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Harris
Harris, Family Law Expert
Category: Family Law
Satisfied Customers: 2851
Experience:  Family Law - Specialist in Divorce, Financial Relief and Children Matters
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Please can you confirm how after a separation can one start

Customer Question

Please can you confirm how long after a separation can one start divorce proceedings. I understand it is 2 years if agreed by both parties and 5 if not agreed? Also we are in our early 50's and have 3 children who will probably be financially independent by the time we actually divorce. I have worked and accumulated c£3m in assets. My wife has been the home maker and has little earning potential going forward while I still have earning potential. At a high level what would be the split of assets that we might expect
Submitted: 1 year ago.
Category: Family Law
Expert:  Harris replied 1 year ago.

Hi, thank you for your question. You can pursue a divorce immediately if you are able to cite issues of unreasonable behaviour which led to the irretrievable breakdown of the marriage or adultery. Otherwise, you will need to wait 2 years (if both parties agree) or 5 years.

In relation to division of assets, the court's starting point is a 50-50 split of all matrimonial assets but I cannot provide further information without confirmation of:

-How old are you both?
-How long have you been married?
-What assets and pensions do you both have (both sole and joint), together with values?
-What are your respective incomes?

In the meantime if you found my information provided helpful please could you rate my response positively using the stars at the top that this may not be the answer you would have hoped for, but if you found this information helpful please provide a positive rating using the stars at the top of this page. I will not be credited for answering your question without a positive rating. Thank you,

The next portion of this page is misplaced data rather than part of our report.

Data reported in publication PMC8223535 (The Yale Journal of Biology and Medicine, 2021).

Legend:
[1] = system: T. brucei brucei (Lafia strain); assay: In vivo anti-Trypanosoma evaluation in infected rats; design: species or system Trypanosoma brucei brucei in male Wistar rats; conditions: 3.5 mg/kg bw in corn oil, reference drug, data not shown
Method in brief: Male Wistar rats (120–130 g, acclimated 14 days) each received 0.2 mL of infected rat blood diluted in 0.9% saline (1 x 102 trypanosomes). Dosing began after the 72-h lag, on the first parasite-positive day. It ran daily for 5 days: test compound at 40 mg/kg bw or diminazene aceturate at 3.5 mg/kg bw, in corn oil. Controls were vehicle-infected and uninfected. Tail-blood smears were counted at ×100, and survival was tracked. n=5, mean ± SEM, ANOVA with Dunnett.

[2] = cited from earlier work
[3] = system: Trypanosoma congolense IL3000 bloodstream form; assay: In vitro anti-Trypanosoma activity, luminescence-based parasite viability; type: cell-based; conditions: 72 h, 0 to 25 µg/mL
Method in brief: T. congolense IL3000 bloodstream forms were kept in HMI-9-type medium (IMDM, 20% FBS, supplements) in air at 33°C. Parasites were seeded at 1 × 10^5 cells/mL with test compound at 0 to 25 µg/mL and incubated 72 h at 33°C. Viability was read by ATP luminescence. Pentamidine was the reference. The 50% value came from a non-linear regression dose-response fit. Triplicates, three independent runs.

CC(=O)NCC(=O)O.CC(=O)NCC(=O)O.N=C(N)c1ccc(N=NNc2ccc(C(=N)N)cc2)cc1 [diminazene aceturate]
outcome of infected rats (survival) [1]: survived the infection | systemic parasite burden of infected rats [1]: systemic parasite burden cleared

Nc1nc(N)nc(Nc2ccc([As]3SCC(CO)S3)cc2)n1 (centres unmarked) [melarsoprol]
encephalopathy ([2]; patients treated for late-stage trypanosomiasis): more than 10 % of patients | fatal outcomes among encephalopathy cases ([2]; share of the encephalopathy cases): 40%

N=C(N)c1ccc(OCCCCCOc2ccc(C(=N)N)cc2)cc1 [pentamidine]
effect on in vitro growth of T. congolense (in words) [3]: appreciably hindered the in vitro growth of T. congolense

Harris and other Family Law Specialists are ready to help you
Customer: replied 1 year ago.
We are 52 and 51. We have been married 28 years. Together we have £3m of assets. Largely in my wife's name for tax reasons but all earnt by me. I have a pension pot of c£1m. My income is c£170K pa and my wife has noting other than the investment income on the assets above
Expert:  Harris replied 1 year ago.

Thanks for confirming. Given the long marriage, the court will likely agree that all assets are matrimonial and the Court's starting point is a 50-50 split of all matrimonial assets and ensuring that both your needs are met in relation to both assets and income - the court is unlikely to depart from this equality unless there is greater needs by one party over the other or in exceptional circumstances. Despite her not making any financial contributions it would be likely for the court to agree that her non-financial contributions will carry good weight for there to be equality in the division. For your reference the criteria considered by the court is:

1. The income, earning capacity, property and other financial resources which each of the parties to the marriage has or is likely to have in the foreseeable future, including in the case of earning capacity any increase in that capacity which it would in the opinion of the court be reasonable to expect a party to the marriage to take steps to acquire;
2. The financial needs, obligations and responsibilities which each of the parties to the marriage has or is likely to have in the foreseeable future;
3. The standard of living enjoyed by the family before the breakdown of the marriage;
4. The age of each party to the marriage and the duration of the marriage;
5. Any physical or mental disability of either of the parties to the marriage;
6. The contributions which each of the parties has made or is likely in the foreseeable future to make to the welfare of the family, including any contribution by looking after the home or caring for the family;
7. The conduct of each of the parties, if that conduct is such that it would in the opinion of the court be inequitable to disregard it;
8. In the case of proceedings for divorce or nullity of marriage, the value to each of the parties to the marriage of any benefit which, by reason of the dissolution or annulment of the marriage, that party will lose the chance of acquiring.

If you have any further questions regarding this please let me know. In the meantime if you found this information helpful please provide a positive rating using the stars at the top of this page. I will not be credited for answering your question without a positive rating. Thank you